In retrospect, we can see that the poultry sector in Vietnam in 2003(2) was, in many ways, an ideal target for H5N1 HPAI viruses when they spread across Asia. Poultry production had expanded rapidly during the previous 10 years, with the number of poultry rising from 133 million in 1993 to 254 million in 2003. The rapid spread of H5N1 HPAI viruses in 2003-04 showed that few farmers (commercial or small-scale) had effective biosecurity measures in place to prevent influenza viruses from entering their farms and infecting their poultry. The system of poultry marketing involved movements of some one million live poultry every day, often through large live poultry markets that operated continuously (with larger volumes of trade during the New Year (Tet) festival period). Vietnam?s duck production had grown faster than chicken production and by 2003 the country was home to more than 60 million domestic ducks, a species now known to play an important role in the transmission and persistence of H5N1 HPAI viruses in the region. Ducks are important because they can be infected with H5N1 HPAI viruses without showing signs of disease, yet still transmit the virus. Most ducks in Vietnam were (and continue to be) reared outdoors, some travelled over long distances, and few biosecurity measures were in place to protect them from infection.

    Vietnam is a developing country and its veterinary services, both public and private, were also undergoing development. The challenges posed by avian influenza in 2004 highlighted the inherent weaknesses in the veterinary systems at that time.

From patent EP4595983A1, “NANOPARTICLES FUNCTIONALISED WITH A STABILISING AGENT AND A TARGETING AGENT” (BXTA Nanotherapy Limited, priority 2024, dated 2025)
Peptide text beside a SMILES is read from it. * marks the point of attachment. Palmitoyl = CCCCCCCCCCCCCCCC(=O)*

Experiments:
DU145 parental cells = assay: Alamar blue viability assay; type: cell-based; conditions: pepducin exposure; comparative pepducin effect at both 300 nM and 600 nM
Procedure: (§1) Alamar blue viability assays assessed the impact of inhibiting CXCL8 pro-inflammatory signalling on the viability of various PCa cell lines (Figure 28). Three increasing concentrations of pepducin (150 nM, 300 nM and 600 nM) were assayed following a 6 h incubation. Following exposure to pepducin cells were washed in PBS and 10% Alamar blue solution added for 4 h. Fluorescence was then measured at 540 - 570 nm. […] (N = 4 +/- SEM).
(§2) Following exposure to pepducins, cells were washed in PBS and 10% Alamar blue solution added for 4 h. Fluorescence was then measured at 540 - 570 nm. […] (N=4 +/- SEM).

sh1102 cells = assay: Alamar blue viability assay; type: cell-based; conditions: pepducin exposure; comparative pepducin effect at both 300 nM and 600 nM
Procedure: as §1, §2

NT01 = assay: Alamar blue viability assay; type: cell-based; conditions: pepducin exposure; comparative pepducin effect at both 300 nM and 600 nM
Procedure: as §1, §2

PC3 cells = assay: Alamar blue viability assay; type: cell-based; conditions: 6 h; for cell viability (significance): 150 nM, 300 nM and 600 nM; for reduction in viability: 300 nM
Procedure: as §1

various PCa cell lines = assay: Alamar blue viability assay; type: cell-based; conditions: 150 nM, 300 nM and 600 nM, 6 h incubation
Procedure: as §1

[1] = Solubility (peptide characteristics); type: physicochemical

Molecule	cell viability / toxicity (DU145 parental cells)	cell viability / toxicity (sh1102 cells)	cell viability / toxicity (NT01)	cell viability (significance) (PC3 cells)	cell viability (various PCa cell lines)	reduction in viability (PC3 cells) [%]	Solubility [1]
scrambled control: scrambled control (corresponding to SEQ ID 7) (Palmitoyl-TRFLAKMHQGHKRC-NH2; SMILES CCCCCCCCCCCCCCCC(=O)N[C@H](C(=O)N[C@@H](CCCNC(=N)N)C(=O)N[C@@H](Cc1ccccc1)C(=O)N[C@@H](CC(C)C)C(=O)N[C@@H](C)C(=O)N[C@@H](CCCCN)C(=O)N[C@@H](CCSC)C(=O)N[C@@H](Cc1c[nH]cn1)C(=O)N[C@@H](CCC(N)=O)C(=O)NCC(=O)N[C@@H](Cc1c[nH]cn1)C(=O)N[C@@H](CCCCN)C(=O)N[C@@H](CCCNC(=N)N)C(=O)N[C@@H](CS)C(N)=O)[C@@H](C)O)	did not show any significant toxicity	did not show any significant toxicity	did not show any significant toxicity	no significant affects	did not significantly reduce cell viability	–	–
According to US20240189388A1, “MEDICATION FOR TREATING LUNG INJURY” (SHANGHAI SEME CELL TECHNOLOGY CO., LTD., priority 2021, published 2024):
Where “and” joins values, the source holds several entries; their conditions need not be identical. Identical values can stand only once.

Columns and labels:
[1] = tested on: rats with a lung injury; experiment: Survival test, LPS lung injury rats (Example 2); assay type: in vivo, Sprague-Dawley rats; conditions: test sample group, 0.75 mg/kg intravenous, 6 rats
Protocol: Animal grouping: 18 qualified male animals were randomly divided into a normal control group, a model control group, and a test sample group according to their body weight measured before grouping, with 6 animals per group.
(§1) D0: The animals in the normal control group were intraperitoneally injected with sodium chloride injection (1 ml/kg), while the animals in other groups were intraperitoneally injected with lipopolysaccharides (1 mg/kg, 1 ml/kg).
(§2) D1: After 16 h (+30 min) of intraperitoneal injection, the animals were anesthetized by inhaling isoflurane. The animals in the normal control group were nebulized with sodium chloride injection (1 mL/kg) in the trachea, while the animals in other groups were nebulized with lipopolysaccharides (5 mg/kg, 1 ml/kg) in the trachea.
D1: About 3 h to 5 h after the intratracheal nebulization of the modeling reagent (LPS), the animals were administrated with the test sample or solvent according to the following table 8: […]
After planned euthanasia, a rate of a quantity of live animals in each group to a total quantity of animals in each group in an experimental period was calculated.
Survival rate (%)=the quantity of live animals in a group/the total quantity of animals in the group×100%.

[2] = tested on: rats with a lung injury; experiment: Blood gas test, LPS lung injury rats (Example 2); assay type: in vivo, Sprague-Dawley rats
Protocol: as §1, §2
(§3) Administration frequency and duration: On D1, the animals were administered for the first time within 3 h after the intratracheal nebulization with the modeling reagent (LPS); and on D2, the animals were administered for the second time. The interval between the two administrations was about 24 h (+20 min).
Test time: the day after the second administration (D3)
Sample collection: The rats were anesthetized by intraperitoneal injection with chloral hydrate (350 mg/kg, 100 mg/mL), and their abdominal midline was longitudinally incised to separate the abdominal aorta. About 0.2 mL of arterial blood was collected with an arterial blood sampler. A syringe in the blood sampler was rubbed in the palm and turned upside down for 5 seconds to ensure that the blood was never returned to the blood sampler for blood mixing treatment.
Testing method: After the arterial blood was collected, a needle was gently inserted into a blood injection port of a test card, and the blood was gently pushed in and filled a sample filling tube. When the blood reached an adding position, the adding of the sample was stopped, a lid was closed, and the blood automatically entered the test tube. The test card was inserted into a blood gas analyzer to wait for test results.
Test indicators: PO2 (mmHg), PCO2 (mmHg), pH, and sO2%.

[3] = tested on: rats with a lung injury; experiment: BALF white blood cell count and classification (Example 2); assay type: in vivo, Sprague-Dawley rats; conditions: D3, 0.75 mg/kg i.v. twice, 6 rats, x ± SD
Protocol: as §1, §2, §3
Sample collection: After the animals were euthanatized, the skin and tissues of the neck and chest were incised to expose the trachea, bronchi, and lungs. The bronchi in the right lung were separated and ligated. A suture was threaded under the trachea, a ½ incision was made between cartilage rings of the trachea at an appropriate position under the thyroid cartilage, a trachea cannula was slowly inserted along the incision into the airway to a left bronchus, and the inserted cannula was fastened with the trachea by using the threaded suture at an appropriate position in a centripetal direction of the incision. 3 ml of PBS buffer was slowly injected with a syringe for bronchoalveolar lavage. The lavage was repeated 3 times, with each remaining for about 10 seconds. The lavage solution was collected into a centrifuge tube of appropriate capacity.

All of the factors described above conspired to make control and elimination of H5N1 HPAI viruses in poultry an extremely difficult task for Vietnam.

    On the human health side the Severe Acute Respiratory Syndrome (SARS) epidemic drew attention to the problems that arise from emerging infectious diseases that spread globally. This epidemic resulted in some strengthening of both the curative and preventive sectors of the health system and awareness of emerging infectious diseases in the human sector]. These systems were tested again when Influenza A(H5N1) caused disease in humans late in 2003. Yet, despite all the constraints, considerable progress has been made in Vietnam to control and prevent H5N1 avian influenza and to prepare for a human influenza pandemic. As a country we have had some major successes, most notably a marked reduction in the number of reported cases in both humans and poultry since the peaks in 2004-05 as can be seen in Figure 1. The veterinary services in Vietnam have done a remarkable job despite the constraints they faced but, without additional strengthening, virus eradication will not be achieved.

    H5N1 HPAI viruses have not been eliminated from Vietnam. This is not unexpected. Vietnam?s Integrated National Operational Program for Avian and Human Influenza (the OPI or Green Book), drafted in 2006, states clearly that country-wide virus elimination would not occur during the time period covered by the program (i.e. up to 2010), an assessment that proved to be correct. We are now in the process of developing plans to tackle this disease over the next 5 years, including moves towards elimination of H5N1 influenza viruses from poultry in zones and/or compartments. Pandemic preparedness has also been tested by the recent pandemic (H1N1) 2009 virus. The preparations and improved intersectoral cooperation that followed the emergence of avian influenza contributed to the coordination and success of Vietnam's response.